From ‘Handmaid’s Tale’ to ‘Mad Max,’ prof explores feminism in dystopias

From ‘Handmaid’s Tale’ to ‘Mad Max,’ prof explores feminism in dystopias

On Oct. 24, Dr. Ana de Freitas Boe, professor of English, gave a lecture in Ritter Library as part of Baldwin Wallace’s “Dystopias: Prophecies, Predictions & Paranoia” event.

Boe focused on three main works: Margaret Atwood’s “The Handmaid’s Tale,” Janelle Monae’s “Metropolis: The Chase Suit,” and George Miller’s “Mad Max: Fury Road.”

Boe focused on each of these works, in turn, breaking down the ways that each work illustrated feminism in a dystopic setting.

Atwood focused on several different issues women face, among them, “should women be in the workplace?” said Boe. “Issues about sexuality get wrapped up in [the novel] as well. Obviously, the fight about abortion is really flaring up…We see these issues percolating through Atwood’s novel.”

Monae’s work dealt with environmental and social devastation while also dealing with feminism.

“If we don’t deal with environmental devastation—if we don’t deal with the zombie apocalypse—we won’t have a civilization,” said Boe.

The zombie in Monae’s work “is the way in which we all look away from social problems,” said Boe. “We are the daydreamers who need to wake up and really try to deal with the problems of the world we live in.”

Miller’s film illustrated a new dynamic between the male and female hero’s.

“Gone are the stereotypes about the male hero and the female damsel in distress,” said Boe.

She also said that the film “is a distinctly feminist action movie” in the way it portrays the female characters as independent and strong.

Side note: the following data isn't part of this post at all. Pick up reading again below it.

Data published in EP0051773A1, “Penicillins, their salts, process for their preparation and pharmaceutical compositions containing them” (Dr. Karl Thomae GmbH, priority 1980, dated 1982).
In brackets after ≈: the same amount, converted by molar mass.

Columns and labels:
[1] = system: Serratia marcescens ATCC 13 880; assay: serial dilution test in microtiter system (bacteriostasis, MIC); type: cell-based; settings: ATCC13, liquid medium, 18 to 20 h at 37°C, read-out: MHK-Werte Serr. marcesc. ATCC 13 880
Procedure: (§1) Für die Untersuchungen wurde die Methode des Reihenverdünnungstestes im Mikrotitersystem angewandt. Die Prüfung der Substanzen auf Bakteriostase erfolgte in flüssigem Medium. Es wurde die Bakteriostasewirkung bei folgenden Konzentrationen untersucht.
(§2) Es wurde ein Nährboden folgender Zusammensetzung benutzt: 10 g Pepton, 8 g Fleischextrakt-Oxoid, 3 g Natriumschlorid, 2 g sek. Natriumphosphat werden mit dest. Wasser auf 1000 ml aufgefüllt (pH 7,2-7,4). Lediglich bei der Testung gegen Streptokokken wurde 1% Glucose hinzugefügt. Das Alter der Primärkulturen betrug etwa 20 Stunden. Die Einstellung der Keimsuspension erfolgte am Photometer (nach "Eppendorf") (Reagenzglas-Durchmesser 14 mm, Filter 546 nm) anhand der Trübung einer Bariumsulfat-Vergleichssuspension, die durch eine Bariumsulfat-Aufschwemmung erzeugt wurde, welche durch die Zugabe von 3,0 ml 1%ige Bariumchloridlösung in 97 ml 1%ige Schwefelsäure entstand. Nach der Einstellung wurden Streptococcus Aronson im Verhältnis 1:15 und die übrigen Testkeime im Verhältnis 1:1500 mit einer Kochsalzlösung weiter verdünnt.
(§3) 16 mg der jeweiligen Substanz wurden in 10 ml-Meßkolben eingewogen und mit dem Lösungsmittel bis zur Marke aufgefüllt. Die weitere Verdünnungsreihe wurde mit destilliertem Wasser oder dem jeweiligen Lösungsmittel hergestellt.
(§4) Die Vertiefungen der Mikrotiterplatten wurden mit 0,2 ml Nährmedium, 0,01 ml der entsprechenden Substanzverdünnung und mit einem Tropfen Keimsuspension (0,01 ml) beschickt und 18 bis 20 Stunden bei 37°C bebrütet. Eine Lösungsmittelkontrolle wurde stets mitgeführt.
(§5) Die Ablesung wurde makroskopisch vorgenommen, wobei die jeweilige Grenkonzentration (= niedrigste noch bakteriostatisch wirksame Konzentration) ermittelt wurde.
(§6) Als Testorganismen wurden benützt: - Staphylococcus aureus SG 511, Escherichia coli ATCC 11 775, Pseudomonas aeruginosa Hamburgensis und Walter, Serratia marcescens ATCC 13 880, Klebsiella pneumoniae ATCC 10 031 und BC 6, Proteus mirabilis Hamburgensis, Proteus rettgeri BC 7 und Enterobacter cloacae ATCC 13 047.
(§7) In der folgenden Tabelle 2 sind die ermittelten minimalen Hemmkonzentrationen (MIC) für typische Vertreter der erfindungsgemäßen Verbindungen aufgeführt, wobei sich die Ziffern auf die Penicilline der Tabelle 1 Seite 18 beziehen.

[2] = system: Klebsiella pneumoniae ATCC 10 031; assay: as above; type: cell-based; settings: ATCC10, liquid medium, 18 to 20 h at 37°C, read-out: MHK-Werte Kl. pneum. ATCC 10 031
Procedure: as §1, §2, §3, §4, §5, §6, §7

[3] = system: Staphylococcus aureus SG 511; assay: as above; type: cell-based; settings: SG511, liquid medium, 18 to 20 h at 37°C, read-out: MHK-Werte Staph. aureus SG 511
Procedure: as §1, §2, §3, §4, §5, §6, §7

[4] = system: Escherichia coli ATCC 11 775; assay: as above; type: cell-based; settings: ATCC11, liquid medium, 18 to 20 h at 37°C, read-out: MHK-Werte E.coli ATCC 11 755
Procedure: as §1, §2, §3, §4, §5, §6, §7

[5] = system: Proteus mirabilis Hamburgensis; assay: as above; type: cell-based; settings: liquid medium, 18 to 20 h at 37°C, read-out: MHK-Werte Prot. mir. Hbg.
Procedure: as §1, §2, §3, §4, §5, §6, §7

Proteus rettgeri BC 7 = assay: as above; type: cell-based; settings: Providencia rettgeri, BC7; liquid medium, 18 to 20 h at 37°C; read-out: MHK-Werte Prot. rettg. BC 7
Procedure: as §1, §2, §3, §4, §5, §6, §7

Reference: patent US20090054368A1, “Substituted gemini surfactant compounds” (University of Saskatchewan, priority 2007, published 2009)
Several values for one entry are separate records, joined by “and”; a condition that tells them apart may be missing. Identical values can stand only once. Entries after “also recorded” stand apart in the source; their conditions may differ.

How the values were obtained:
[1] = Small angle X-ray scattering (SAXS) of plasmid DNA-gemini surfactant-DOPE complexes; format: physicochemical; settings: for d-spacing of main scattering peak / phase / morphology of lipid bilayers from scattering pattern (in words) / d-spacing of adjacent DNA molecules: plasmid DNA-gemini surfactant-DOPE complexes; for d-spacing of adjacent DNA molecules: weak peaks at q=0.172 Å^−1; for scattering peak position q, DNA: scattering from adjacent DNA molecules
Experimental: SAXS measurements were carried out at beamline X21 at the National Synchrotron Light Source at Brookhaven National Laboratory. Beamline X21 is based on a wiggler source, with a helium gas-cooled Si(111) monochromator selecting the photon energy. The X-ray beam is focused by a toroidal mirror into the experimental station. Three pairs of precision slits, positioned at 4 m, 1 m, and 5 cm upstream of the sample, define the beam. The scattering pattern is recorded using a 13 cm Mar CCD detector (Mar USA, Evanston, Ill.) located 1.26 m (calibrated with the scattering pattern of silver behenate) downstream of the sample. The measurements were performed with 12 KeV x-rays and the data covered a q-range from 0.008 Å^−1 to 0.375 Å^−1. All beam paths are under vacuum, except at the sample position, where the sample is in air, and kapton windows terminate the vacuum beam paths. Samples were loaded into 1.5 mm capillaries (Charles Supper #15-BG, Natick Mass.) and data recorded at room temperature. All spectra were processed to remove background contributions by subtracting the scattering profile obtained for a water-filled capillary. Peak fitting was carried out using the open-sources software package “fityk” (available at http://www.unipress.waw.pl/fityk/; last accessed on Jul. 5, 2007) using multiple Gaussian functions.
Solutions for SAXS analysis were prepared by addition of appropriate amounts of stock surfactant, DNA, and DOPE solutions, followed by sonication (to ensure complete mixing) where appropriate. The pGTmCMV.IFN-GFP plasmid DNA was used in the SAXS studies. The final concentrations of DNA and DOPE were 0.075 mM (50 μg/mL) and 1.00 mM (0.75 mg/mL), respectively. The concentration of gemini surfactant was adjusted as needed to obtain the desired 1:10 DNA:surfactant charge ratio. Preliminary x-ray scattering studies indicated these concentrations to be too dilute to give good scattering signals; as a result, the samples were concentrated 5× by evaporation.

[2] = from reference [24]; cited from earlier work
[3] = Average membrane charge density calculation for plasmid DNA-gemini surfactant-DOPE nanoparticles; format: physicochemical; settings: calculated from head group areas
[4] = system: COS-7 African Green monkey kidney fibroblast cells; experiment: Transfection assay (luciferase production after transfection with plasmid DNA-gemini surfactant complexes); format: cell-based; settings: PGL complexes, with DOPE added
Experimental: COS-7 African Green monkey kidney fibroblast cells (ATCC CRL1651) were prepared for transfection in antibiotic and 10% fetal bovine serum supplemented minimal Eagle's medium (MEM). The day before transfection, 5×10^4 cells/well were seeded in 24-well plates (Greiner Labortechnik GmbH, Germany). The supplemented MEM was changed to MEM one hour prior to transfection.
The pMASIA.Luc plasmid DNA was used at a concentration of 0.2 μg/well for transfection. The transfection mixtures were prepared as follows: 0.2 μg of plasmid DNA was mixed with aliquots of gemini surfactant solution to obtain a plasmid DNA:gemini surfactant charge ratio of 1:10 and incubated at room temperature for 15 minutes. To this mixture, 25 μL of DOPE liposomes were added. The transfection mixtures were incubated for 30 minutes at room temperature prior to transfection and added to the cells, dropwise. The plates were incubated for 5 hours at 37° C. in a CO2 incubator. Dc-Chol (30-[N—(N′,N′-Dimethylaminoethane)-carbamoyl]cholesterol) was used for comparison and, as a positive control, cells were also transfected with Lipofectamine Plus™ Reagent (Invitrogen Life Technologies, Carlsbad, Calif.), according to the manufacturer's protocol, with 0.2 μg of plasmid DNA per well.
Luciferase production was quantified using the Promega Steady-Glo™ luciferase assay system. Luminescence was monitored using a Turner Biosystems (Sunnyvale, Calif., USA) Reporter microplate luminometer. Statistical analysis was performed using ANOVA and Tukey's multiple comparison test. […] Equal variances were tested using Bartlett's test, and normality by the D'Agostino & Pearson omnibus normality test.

“Dystopia is not an excuse for escapism. It is a call for action,” said Boe. “Dystopia shows us the devastation that awaits us in the future if we don’t respond to the social and environmental injustices of today.”

Boe decided to give the lecture after participating in the Frankenstein Festival on campus last year. Her lecture this year is based on her class on Dystopia and contemporary fiction.

“My chair, Denise Kohn, really encouraged me on teaching that course on dystopian, contemporary fiction next semester,” said Boe.

Her lecture focused on the three specific works of Atwood, Monae, and Miller because Boe thought they
had thematic overlap, yet they all focused on slightly different issues.

“I wanted to talk about issues about race, LGBTQ rights, women’s rights, issues about environmental devastation,” said Boe. “Those three together allowed me to hit all of those points. They’re similar, but they’re not so similar that it would be boring.”

Ritter Library still has ongoing events for the “Dystopias: Prophecies, Predictions & Paranoia” event. For more information, visit Ritter Library, or